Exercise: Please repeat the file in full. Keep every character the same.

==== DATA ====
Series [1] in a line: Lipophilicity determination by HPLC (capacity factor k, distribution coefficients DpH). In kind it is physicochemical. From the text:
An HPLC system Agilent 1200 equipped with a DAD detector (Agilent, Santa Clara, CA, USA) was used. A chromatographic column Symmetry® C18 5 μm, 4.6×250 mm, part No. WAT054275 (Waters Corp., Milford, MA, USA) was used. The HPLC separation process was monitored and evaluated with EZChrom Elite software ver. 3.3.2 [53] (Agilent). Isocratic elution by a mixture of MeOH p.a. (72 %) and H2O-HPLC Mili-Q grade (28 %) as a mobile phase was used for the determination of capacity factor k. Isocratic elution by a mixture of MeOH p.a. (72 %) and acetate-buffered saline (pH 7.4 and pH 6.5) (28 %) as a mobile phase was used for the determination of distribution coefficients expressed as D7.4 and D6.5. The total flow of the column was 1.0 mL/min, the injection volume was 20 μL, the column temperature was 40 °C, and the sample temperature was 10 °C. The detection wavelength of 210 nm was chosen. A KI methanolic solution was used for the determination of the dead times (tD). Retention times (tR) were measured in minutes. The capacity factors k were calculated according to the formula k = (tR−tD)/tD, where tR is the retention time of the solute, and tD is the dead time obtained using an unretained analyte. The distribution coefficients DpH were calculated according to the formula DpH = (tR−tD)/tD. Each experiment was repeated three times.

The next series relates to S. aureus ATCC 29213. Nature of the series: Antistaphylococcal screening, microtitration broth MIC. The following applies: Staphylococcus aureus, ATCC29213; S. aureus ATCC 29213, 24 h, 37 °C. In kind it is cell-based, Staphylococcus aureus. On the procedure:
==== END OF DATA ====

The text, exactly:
Series [1] in a line: Lipophilicity determination by HPLC (capacity factor k, distribution coefficients DpH). In kind it is physicochemical. From the text:
An HPLC system Agilent 1200 equipped with a DAD detector (Agilent, Santa Clara, CA, USA) was used. A chromatographic column Symmetry® C18 5 μm, 4.6×250 mm, part No. WAT054275 (Waters Corp., Milford, MA, USA) was used. The HPLC separation process was monitored and evaluated with EZChrom Elite software ver. 3.3.2 [53] (Agilent). Isocratic elution by a mixture of MeOH p.a. (72 %) and H2O-HPLC Mili-Q grade (28 %) as a mobile phase was used for the determination of capacity factor k. Isocratic elution by a mixture of MeOH p.a. (72 %) and acetate-buffered saline (pH 7.4 and pH 6.5) (28 %) as a mobile phase was used for the determination of distribution coefficients expressed as D7.4 and D6.5. The total flow of the column was 1.0 mL/min, the injection volume was 20 μL, the column temperature was 40 °C, and the sample temperature was 10 °C. The detection wavelength of 210 nm was chosen. A KI methanolic solution was used for the determination of the dead times (tD). Retention times (tR) were measured in minutes. The capacity factors k were calculated according to the formula k = (tR−tD)/tD, where tR is the retention time of the solute, and tD is the dead time obtained using an unretained analyte. The distribution coefficients DpH were calculated according to the formula DpH = (tR−tD)/tD. Each experiment was repeated three times.

The next series relates to S. aureus ATCC 29213. Nature of the series: Antistaphylococcal screening, microtitration broth MIC. The following applies: Staphylococcus aureus, ATCC29213; S. aureus ATCC 29213, 24 h, 37 °C. In kind it is cell-based, Staphylococcus aureus. On the procedure: